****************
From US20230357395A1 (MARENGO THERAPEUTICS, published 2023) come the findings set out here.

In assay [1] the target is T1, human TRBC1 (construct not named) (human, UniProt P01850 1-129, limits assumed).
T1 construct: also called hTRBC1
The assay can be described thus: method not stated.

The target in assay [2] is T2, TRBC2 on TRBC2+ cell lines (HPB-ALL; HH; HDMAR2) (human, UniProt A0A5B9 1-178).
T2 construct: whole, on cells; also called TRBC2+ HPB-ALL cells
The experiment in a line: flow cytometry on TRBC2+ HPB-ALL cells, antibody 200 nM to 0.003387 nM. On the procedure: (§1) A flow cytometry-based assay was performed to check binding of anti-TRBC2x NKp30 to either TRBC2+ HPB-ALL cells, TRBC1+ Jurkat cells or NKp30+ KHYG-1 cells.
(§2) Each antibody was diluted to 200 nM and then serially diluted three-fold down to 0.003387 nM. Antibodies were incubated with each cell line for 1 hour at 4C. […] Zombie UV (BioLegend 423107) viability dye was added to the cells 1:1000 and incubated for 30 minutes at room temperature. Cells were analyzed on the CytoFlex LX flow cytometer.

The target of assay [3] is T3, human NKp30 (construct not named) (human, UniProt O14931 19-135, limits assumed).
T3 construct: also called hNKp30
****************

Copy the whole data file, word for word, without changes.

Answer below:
From US20230357395A1 (MARENGO THERAPEUTICS, published 2023) come the findings set out here.

In assay [1] the target is T1, human TRBC1 (construct not named) (human, UniProt P01850 1-129, limits assumed).
T1 construct: also called hTRBC1
The assay can be described thus: method not stated.

The target in assay [2] is T2, TRBC2 on TRBC2+ cell lines (HPB-ALL; HH; HDMAR2) (human, UniProt A0A5B9 1-178).
T2 construct: whole, on cells; also called TRBC2+ HPB-ALL cells
The experiment in a line: flow cytometry on TRBC2+ HPB-ALL cells, antibody 200 nM to 0.003387 nM. On the procedure: (§1) A flow cytometry-based assay was performed to check binding of anti-TRBC2x NKp30 to either TRBC2+ HPB-ALL cells, TRBC1+ Jurkat cells or NKp30+ KHYG-1 cells.
(§2) Each antibody was diluted to 200 nM and then serially diluted three-fold down to 0.003387 nM. Antibodies were incubated with each cell line for 1 hour at 4C. […] Zombie UV (BioLegend 423107) viability dye was added to the cells 1:1000 and incubated for 30 minutes at room temperature. Cells were analyzed on the CytoFlex LX flow cytometer.

The target of assay [3] is T3, human NKp30 (construct not named) (human, UniProt O14931 19-135, limits assumed).
T3 construct: also called hNKp30